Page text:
P(0) = 1
    P(n) = (P(n-6)+P(n-5)+P(n-4)+P(n-3)+P(n-2)+P(n-1))/6 for all n > 0.

    I wonder if there is a way to express that in a non-iterative form.. probably is as that ...[text shortened]... I don't know what it is. I did however look into the probabilities, and they are not all equal.
    Yeah, good point, I was over simplifying. Forgot to take into account that the odds of landing on 1 through 6 at some point where all different (ironic considering that was exactly what I just proved) so P(12) > P(11) > P(10) ... > P(7) (< P(6) ) I think.
  8. 14 Oct '11 05:48
    Originally posted by VelvetEars
    Edit: Proving my conjecture for a two sided dice:
    P(1) = 1/2
    P(2) = 1/2+1/4
    P(n>2) = 1/2(P(1) + P(2)) depending whether or not we land 1 or 2 away from n.[/b]
    This was how I worked it out for a 2-sided dice:

    We have a 50% probability (P) of landing 1 away from our desired number (n).
    Deal with landing 1 away first:
    1. P(n) = 50% (for landing 1 away) x 50% (to throw a 1) = 25%
    2. P(n+1) = 50% x 50% (to throw a 2) = 25%

    We also have a 50% probability of landing 2 away from n.
    The probabilities are:
    3. P(n) = 50% (for landing 2 away) x 50% (to throw a 2) = 25%
    4. P(n-1) = 50% x 50% (to throw a 2) = 25%. {this result is ignored and re-tested below}

    Given a result of n-1 as above we must throw again, and we have the following probabilities:
    5. P(n) = 50% (for landing 2 away) x 50% (for throwing a 1) x 50% (to throw a 1) = 12.5%
    6. P(n+1) = 50% x 50% x 50% (to throw a 2) = 12.5%

    P(n) = sum of parts 1 + 3 + 5 = 62.5%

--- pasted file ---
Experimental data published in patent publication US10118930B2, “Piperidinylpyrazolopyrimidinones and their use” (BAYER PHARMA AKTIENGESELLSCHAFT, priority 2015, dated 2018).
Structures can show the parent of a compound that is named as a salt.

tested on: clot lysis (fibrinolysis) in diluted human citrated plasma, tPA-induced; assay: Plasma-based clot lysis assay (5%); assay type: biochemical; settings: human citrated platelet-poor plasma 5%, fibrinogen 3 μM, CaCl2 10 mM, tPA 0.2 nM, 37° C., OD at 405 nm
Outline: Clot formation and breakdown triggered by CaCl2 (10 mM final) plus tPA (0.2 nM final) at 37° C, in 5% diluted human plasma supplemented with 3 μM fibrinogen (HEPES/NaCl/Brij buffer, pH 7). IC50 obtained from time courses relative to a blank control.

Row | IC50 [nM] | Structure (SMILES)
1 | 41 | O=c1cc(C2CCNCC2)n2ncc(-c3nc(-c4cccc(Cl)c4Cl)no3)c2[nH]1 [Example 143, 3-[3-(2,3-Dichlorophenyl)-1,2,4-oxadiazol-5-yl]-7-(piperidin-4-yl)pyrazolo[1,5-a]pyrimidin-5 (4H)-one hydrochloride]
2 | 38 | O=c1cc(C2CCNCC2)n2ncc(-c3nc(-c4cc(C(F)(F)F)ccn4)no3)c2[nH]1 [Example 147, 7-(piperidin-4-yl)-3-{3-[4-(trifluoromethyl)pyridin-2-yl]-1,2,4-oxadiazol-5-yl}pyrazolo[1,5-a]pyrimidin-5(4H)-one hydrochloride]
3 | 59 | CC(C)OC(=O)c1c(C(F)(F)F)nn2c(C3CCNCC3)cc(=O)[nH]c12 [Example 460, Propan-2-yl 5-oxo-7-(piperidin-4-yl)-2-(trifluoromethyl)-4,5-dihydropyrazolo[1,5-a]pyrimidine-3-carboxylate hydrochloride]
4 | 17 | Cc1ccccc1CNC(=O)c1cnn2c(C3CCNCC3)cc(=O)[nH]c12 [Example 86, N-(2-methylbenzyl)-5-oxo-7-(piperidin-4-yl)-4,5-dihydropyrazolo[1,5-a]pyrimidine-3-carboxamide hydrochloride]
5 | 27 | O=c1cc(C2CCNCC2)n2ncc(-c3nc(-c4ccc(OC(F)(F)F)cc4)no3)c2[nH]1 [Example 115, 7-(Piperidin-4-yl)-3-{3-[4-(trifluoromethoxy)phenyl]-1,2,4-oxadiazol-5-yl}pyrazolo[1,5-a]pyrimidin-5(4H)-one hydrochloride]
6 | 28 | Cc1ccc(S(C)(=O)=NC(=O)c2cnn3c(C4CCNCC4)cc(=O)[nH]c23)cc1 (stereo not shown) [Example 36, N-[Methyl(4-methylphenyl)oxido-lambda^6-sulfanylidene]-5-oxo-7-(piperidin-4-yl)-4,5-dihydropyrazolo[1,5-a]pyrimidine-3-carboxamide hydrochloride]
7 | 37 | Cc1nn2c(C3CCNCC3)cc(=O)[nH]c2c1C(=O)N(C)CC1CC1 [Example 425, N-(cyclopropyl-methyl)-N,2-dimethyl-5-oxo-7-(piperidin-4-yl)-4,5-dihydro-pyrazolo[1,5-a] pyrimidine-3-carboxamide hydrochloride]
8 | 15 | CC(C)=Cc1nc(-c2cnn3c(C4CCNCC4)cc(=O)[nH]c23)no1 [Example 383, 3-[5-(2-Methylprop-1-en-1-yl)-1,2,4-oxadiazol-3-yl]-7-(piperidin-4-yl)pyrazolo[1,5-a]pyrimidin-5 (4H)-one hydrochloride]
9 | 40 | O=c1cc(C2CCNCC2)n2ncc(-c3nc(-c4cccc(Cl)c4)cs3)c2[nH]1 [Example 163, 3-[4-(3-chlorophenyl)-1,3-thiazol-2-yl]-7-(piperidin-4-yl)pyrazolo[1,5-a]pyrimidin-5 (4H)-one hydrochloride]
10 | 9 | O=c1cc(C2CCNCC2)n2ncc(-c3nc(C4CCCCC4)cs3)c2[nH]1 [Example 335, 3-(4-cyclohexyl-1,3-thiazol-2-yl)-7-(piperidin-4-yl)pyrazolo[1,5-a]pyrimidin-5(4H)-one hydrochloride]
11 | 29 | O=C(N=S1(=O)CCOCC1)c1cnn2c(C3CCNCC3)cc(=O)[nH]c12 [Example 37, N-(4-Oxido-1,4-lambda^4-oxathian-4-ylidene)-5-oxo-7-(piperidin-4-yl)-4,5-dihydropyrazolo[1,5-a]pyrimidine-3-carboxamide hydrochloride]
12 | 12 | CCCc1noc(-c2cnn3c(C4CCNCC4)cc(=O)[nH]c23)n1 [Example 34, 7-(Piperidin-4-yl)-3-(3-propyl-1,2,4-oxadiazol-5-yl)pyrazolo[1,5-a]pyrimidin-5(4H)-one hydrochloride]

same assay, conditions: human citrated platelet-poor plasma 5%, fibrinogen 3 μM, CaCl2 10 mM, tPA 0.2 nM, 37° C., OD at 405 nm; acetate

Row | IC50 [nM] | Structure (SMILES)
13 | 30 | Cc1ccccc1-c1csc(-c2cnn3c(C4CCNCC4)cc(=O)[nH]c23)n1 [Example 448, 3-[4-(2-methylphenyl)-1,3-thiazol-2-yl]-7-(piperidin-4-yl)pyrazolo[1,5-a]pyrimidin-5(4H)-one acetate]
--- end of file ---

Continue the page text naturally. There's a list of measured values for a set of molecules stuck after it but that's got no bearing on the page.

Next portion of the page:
P(n+1) = sum of parts 2 + 6 = 37.5%
    Sum(P(n), P(n+1)) = 100%

    Note part 4 is not counted given it is not a final solution. But the sum of parts 1 to 4 is 100% (being the first 4 possible outcomes). Parts 5 and 6 are re-allocating the 25% that was not yet finished per part 4.

    This can be expressed as a non-iterative formula for a 6-sided dice (see my next post).
  9. 14 Oct '11 06:09 / 2 edits
    Originally posted by talzamir
    Indeed, P(1)=1/6 is the lowest, and P(6)=16807/46656 (or 36% ) the highest overall, and I even agree on the iterative format, which I expanded into

    P(n) = 0 for n= {-5, -4, -3, -2, -1}
    P(0) = 1
    P(n) = (P(n-6)+P(n-5)+P(n-4)+P(n-3)+P(n-2)+P(n-1))/6 for all n > 0.

    I wonder if there is a way to express that in a non-iterative form.. probably is as that ...[text shortened]... I don't know what it is. I did however look into the probabilities, and they are not all equal.
    I believe the mathematical formula for the 6-sided dice is the sum of:

    1) 6*(1/6)^2
    2) 15*(1/6)^3
    3) 10*(1/6)^4
    4) 6*(1/6)^5
    5) 3*(1/6)^6
    6) 1*(1/6)^7

    I worked this method out with a probability tree for 3, 4 and 5 sided dice until I saw the pattern : (ignoring the first line) notice the pattern of the sum of the digits starting from the bottom.

    The first term needs explaining - you have a 1/6 chance of landing y away from n, and then a 1/6 chance of throwing exactly y to land on n. This is essentially the same as claiming the first 1/6 probability no matter your starting point, i.e. 6*(1/6)^2 = 1/6.

    The power represents the number of throws needed to land exactly on n. Assuming 6 different possible starting points I believe the number of potential outcomes to test is 6^7 not 6^6.

    Regarding the last term : this represents the probability of starting 6 away from n and then throwing 6 consecutive 1's to land exactly on n. 6 throws with P= 1/6 multiplied by 1/6 probability of starting 6 away from n gives the formula (1/6)^7.

    The key to working this out is to work out the probability of starting 2 away from n, and then throwing two 1's. This is (1/6)^3. Notice this term is found 15 times in the solution, representing the 5 times it is used for starting 6 away, 4 times for starting 5 away, 3 for 4, 2 for 3 and 1 for 2 - the sum of which is 15. Maybe I haven't explained myself well but if I post a picture it makes sense (to me anyway!).

    Andrew
  10. 15 Oct '11 00:11
    My apologies - when I look back at VelvetEars post I misunderstood your equation. I see now you were giving a formula for P(6) - I had misinterpreted this as P(1-6) hence my comment regarding it being a bit high. I think we are both essentially saying the same thing although I was providing a solution irrespective of the starting point.